Utopian Turtletop. Monsieur Croche's Bête Noire. Contact: turtletop [at] hotmail [dot] com

Sunday, January 30, 2005


Johann von Munster, provost of Pforzheim, writing in 1594:

“Once the order for the dance has been given to the wind and string players the dancer comes forward in a splendid, graceful, delightful and superb manner and chooses from amongst the ladies and girls present a partner for whom he feels particular affection, and asks her, with a bow, removing his hat, kissing her hands, bending his knee, with kind words and other ceremonies, if she is willing to share a happy and honest dance with him.

“Once her consent is obtained, both move forward holding hands and kissing each other -- even on the mouth -- and demonstrate mutual friendship by words and gestures. Then when they reach the dance, they begin with a certain gravity, without that disturbing agitation which is permitted in the second part of the dance, where more freedom is allowed. Conversation is best employed during the first part of the dance than in the second, where tight hand holding, secret taps, jumps, peasant screams and other improper things take place.

“But once the dance is over, the dancer escorts his partner back to her place and, with a bow, he either takes his leave of her or else he sits on her lap and talks to her.”

-- from the booklet notes to “Danses de la Renaissance,” by the Clemencic Consort, originally recorded in 1973.

Classical, or pop? Whatever -- because it’s old, it’s classical now. If it weren’t for records, Richard Rodgers would be classical now too, and Chuck Berry -- which is *really* old-fashioned music -- would be well on his way. It’s still seems to be OK to like the Beatles if you’re a teenager, but anything older -- it’s eccentric, and requires special clothes.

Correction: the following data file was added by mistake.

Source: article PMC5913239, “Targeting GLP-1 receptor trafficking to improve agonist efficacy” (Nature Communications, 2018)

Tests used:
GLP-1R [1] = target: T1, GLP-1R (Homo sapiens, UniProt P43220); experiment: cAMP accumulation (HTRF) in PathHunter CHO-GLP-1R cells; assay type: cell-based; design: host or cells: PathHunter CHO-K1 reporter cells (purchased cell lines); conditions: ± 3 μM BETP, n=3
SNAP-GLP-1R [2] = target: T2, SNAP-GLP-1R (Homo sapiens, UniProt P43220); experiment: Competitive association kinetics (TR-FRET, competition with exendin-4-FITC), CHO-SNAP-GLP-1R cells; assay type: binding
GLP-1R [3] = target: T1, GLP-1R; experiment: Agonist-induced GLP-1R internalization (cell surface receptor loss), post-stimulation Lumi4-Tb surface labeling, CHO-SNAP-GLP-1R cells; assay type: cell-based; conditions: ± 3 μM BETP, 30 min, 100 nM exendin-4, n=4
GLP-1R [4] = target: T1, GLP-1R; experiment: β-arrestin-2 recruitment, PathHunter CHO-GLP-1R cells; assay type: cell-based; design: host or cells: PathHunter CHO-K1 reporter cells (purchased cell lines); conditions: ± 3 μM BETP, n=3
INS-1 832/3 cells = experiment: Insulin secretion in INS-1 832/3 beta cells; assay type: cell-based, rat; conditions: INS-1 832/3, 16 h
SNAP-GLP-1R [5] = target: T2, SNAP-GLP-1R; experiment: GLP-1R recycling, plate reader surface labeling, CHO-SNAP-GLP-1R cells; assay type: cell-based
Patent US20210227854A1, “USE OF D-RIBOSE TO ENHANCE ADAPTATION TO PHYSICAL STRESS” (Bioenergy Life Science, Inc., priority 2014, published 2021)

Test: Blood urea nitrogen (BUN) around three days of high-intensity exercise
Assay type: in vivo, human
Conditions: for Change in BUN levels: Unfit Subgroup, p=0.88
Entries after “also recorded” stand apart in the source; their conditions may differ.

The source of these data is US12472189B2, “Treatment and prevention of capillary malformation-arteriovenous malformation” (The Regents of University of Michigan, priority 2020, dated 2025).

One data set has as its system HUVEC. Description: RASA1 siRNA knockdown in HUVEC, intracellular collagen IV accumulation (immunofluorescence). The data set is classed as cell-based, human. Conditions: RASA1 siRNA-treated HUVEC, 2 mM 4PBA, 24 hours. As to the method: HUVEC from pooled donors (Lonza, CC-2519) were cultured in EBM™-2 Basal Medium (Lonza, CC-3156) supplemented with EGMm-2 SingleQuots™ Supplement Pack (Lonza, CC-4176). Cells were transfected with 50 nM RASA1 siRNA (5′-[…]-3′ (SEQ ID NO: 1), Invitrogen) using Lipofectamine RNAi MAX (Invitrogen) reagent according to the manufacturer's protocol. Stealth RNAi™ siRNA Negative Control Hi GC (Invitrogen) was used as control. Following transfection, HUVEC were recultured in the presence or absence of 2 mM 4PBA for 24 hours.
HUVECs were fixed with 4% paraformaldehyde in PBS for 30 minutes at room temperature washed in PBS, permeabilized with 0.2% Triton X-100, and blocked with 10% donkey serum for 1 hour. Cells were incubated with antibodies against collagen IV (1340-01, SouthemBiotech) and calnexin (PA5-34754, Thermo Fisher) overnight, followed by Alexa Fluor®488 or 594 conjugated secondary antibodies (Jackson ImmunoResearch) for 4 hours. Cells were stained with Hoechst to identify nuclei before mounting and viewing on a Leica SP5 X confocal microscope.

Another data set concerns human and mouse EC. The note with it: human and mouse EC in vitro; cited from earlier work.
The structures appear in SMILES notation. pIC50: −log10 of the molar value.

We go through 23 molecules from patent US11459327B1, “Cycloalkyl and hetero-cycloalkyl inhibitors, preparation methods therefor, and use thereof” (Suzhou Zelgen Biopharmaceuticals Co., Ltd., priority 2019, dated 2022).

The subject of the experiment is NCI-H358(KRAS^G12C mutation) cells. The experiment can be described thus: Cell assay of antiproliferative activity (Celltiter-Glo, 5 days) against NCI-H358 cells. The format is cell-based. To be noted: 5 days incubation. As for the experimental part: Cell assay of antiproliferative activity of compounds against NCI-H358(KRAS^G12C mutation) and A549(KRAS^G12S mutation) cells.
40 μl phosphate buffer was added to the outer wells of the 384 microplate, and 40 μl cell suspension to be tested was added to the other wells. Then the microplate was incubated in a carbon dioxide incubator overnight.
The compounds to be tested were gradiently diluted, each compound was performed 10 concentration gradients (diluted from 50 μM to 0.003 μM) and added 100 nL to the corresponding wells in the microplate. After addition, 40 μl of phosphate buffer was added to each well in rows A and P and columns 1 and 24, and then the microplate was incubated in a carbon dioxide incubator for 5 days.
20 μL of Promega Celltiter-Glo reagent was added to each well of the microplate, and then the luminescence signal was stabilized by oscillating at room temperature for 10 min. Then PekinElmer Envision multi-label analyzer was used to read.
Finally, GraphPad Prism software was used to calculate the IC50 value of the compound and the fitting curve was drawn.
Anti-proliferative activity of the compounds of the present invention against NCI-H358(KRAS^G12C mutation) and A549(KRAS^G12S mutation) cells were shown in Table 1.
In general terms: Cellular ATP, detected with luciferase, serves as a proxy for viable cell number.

Saturday, January 29, 2005


Here’s Jay:

“Pete Seeger played at Malcolm's school this morning as part of a activist/folk music gathering sponsored by a group called People's Music Network.

“He really is marvelous -- gotta be 80 or so by now. I've seen him a handful of times, from the early 80s when he was still in strong voice 'til now, as he sings in a authoritative whisper.

“Anyway, the performance was great (maybe another letter in that), but what happened later was really cool. A Japanese-American story teller (didn't catch her name) did a piece where she taught everyone a Japanese folk song about singing frogs (keke keke keke keke kwa kwa kwa was the refrain -- do re mi fa mi re do) -- a round in four parts. Pete stood in the back, singing along to himself, and as she was finishing up he sat up on a table, grabbed an envelope, quickly scribed as if with a staff, and jotted down the tune. He then ambles over to the poster she was using to lead the audience and jots the words down below the bars. He ran over it again silently mouthing it and stuffed it in his jeans pocket.

“Another song collected.”

JOHN REPLIES: I saw Pete Seeger in ‘90 or ‘91, in Chicago, a concert with Arlo Guthrie. Unforgetable show, Pete’s incredible musicianship, Arlo’s hilarious monologues, the feeling between them.

Pete Seeger is 85 now.


Carl Wilson wants to know who the poor wealthy man’s Allen Ginsberg of music is, while Jordan Davis isn’t too concerned that Helen Vendler can’t find the Auden of today’s under-30 crowd.

* * *

From Helen Radice comes the most welcome news that George Hunka is back blogging again, links page updated accordingly. And I want to thank George for posting this breathtaking Rembrandt painting of The Evangelist Matthew and the Angel, a portrait of an old bearded man writing, looking up startled with his hand on his chest as a young woman whispers something in his ear -- the young woman has wings -- Rembrandt’s unmatched genius for capturing the Dramatic Moment of Revelation, in this instance the Moment of Matthew’s Inspiration while Writing the Gospel -- I hadn’t seen this picture since it made me cry at the Louvre in 1987, and seeing it again takes my breath again and moistens my eyes again. Thanks, George, and thanks, especially, Mr. van Rijn. Wow.